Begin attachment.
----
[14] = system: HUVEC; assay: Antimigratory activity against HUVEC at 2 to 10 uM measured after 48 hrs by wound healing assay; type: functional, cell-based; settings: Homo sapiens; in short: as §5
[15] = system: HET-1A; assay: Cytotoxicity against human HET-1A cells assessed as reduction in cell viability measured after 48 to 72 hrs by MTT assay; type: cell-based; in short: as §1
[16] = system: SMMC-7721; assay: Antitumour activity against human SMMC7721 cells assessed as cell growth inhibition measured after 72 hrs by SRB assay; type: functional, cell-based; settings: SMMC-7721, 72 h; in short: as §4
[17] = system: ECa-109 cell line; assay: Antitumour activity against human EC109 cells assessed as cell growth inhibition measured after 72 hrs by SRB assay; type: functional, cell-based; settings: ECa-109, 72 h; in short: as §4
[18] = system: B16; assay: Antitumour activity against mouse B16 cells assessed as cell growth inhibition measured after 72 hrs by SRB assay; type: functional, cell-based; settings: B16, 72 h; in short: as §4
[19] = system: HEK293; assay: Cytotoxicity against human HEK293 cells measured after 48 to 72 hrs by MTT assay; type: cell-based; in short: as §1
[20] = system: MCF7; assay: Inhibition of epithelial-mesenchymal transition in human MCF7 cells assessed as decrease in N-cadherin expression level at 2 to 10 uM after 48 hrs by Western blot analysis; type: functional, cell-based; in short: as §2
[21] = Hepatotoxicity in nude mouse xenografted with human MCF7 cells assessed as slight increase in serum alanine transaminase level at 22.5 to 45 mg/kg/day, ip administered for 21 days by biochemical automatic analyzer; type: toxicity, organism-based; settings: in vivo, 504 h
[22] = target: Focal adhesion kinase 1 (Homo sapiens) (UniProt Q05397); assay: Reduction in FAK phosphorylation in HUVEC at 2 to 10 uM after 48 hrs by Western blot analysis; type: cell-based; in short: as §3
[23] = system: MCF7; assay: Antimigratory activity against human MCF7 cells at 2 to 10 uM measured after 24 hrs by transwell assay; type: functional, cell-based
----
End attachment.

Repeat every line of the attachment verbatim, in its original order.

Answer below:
[14] = system: HUVEC; assay: Antimigratory activity against HUVEC at 2 to 10 uM measured after 48 hrs by wound healing assay; type: functional, cell-based; settings: Homo sapiens; in short: as §5
[15] = system: HET-1A; assay: Cytotoxicity against human HET-1A cells assessed as reduction in cell viability measured after 48 to 72 hrs by MTT assay; type: cell-based; in short: as §1
[16] = system: SMMC-7721; assay: Antitumour activity against human SMMC7721 cells assessed as cell growth inhibition measured after 72 hrs by SRB assay; type: functional, cell-based; settings: SMMC-7721, 72 h; in short: as §4
[17] = system: ECa-109 cell line; assay: Antitumour activity against human EC109 cells assessed as cell growth inhibition measured after 72 hrs by SRB assay; type: functional, cell-based; settings: ECa-109, 72 h; in short: as §4
[18] = system: B16; assay: Antitumour activity against mouse B16 cells assessed as cell growth inhibition measured after 72 hrs by SRB assay; type: functional, cell-based; settings: B16, 72 h; in short: as §4
[19] = system: HEK293; assay: Cytotoxicity against human HEK293 cells measured after 48 to 72 hrs by MTT assay; type: cell-based; in short: as §1
[20] = system: MCF7; assay: Inhibition of epithelial-mesenchymal transition in human MCF7 cells assessed as decrease in N-cadherin expression level at 2 to 10 uM after 48 hrs by Western blot analysis; type: functional, cell-based; in short: as §2
[21] = Hepatotoxicity in nude mouse xenografted with human MCF7 cells assessed as slight increase in serum alanine transaminase level at 22.5 to 45 mg/kg/day, ip administered for 21 days by biochemical automatic analyzer; type: toxicity, organism-based; settings: in vivo, 504 h
[22] = target: Focal adhesion kinase 1 (Homo sapiens) (UniProt Q05397); assay: Reduction in FAK phosphorylation in HUVEC at 2 to 10 uM after 48 hrs by Western blot analysis; type: cell-based; in short: as §3
[23] = system: MCF7; assay: Antimigratory activity against human MCF7 cells at 2 to 10 uM measured after 24 hrs by transwell assay; type: functional, cell-based